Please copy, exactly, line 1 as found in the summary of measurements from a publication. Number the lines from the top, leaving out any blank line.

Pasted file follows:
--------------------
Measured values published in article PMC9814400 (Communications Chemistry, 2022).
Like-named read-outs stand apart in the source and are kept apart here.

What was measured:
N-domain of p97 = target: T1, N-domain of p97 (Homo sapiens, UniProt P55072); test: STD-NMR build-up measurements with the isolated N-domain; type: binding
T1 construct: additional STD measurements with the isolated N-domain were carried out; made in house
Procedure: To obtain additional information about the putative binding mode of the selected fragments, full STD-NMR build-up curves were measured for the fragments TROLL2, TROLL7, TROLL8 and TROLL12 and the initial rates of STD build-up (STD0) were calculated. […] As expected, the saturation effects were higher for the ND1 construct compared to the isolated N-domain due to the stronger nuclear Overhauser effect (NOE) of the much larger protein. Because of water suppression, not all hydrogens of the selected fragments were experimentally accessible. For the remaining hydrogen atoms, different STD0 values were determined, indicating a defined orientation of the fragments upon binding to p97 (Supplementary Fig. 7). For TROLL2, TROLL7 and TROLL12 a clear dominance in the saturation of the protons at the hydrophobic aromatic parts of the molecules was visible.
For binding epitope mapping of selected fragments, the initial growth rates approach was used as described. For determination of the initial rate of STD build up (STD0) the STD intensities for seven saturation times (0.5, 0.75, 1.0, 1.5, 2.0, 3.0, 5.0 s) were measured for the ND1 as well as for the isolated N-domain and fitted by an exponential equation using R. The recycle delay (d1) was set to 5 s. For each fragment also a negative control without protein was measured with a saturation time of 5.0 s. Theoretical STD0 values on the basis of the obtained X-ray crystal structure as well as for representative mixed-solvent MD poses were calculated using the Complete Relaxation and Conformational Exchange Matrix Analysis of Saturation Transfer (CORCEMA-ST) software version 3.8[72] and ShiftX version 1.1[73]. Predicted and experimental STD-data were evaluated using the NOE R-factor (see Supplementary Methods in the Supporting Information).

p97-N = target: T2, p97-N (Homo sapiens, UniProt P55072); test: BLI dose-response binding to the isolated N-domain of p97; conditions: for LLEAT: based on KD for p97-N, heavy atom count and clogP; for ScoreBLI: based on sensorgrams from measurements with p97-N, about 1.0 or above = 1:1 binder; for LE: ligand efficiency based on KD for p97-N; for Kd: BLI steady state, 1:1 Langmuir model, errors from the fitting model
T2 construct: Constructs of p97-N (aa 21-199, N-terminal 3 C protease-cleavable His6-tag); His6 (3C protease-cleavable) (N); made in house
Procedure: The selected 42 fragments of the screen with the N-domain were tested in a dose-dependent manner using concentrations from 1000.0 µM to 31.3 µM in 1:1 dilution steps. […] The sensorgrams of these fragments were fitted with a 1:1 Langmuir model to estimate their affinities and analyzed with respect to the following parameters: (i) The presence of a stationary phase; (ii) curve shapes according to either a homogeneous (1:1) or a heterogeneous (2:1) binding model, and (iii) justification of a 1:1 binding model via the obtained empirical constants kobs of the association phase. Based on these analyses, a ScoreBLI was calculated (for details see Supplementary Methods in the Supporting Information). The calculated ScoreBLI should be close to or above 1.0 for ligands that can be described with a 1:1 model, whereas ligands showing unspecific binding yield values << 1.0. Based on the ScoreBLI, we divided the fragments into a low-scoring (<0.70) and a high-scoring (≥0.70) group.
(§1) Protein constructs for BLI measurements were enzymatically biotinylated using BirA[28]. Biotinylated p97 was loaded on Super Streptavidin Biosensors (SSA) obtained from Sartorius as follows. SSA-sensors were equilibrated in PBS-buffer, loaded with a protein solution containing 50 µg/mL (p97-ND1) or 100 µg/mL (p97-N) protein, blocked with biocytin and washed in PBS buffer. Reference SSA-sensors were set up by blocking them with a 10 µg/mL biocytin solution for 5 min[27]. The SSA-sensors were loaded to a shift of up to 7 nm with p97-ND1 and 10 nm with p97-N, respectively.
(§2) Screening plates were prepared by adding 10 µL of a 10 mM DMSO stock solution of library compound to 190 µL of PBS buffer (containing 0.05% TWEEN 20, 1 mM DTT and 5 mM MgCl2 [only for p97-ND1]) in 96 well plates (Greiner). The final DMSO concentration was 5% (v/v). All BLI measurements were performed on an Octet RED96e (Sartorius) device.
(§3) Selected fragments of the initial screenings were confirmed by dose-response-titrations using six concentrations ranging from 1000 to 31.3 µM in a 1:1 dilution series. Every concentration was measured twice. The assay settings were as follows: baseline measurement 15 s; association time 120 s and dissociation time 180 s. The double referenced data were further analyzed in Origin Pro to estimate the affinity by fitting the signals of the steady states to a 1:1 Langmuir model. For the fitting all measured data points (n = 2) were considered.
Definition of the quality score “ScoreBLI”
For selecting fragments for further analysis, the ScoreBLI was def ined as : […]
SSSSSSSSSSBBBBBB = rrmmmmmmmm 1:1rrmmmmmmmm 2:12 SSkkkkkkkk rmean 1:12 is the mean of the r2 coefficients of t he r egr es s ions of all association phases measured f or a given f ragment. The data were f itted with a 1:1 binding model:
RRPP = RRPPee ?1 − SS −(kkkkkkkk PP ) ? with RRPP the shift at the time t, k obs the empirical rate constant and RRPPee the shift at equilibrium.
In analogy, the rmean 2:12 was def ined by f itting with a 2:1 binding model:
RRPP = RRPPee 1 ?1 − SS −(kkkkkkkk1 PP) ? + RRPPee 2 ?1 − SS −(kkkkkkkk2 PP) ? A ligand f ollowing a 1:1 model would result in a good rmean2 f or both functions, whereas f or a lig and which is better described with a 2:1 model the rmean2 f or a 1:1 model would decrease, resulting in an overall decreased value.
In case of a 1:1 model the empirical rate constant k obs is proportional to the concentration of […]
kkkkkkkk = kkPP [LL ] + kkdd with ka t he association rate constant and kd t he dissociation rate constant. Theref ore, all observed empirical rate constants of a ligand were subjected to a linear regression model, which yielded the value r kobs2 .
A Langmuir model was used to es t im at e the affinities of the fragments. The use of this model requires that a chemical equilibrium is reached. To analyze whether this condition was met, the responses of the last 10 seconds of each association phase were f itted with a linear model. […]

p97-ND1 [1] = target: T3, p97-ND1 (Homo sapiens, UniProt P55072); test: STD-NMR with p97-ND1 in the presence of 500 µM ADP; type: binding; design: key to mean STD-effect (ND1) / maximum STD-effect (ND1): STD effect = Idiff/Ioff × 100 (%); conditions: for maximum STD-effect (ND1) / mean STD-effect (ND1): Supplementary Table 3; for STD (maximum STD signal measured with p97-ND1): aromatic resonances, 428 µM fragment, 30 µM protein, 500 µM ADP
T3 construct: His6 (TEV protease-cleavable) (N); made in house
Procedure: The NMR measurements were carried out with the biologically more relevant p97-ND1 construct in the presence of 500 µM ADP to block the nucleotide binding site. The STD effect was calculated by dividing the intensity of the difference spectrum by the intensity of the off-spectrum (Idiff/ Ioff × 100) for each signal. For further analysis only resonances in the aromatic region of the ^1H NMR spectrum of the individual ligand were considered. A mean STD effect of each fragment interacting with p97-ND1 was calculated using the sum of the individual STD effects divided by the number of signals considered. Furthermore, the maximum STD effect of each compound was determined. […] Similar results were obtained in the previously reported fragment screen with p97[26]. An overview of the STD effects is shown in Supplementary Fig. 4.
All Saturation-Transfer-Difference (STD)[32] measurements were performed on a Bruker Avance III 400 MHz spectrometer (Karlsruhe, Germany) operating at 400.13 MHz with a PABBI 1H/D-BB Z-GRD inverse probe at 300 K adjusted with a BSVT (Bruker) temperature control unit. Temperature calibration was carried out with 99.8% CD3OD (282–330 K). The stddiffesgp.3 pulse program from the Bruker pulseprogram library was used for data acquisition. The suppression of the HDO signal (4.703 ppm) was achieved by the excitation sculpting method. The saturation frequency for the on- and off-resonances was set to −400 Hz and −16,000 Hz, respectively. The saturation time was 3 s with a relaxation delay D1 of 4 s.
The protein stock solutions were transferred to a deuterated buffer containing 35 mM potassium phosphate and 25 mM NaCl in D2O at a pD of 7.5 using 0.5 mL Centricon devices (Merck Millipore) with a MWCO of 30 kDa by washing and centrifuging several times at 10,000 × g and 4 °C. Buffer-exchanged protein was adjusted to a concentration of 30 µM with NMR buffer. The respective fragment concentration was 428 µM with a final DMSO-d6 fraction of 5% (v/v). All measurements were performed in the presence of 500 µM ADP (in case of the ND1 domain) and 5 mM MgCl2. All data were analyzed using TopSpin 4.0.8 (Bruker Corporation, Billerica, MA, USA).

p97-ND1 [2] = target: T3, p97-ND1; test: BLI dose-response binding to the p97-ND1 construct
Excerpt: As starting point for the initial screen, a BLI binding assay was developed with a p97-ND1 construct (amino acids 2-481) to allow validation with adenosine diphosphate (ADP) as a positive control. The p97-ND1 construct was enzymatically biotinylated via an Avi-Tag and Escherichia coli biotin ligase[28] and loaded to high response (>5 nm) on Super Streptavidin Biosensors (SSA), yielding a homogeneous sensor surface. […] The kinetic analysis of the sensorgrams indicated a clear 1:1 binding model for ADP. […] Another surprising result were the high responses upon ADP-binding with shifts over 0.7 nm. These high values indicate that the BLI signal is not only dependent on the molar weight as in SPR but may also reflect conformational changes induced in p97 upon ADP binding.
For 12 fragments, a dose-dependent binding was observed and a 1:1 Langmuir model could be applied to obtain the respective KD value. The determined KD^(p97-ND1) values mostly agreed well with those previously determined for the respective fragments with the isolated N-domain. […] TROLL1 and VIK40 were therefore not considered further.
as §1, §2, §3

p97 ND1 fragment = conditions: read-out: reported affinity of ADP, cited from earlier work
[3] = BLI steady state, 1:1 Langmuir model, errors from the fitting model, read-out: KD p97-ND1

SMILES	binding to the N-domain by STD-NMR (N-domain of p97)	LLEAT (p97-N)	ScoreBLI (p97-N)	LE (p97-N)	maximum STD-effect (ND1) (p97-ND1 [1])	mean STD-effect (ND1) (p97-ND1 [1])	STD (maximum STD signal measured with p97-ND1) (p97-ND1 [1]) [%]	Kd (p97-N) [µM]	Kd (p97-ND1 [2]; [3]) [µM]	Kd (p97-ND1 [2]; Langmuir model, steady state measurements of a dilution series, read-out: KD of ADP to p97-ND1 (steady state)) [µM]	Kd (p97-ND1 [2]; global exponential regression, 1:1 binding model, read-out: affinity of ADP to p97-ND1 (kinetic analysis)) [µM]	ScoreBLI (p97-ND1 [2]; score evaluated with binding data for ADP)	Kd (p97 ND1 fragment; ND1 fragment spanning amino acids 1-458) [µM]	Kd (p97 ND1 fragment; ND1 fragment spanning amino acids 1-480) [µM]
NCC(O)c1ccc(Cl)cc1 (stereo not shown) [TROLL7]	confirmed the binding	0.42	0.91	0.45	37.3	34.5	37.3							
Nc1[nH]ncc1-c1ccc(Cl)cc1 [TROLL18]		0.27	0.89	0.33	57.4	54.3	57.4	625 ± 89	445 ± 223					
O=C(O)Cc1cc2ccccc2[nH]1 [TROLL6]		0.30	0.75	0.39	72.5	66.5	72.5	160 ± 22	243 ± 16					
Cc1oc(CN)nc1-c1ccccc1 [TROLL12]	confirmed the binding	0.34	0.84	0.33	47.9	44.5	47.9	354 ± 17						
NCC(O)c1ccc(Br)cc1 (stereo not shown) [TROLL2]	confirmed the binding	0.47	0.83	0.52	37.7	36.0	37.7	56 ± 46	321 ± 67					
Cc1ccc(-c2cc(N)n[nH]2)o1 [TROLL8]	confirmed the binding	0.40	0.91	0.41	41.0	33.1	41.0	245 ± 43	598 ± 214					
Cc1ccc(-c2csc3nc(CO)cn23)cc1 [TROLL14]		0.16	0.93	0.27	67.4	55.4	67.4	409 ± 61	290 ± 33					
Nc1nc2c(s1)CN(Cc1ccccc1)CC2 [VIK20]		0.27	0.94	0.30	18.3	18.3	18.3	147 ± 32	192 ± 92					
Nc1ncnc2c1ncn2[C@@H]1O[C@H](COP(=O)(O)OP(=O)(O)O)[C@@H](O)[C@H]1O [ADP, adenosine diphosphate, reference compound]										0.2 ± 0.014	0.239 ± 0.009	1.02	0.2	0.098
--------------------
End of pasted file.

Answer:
Measured values published in article PMC9814400 (Communications Chemistry, 2022).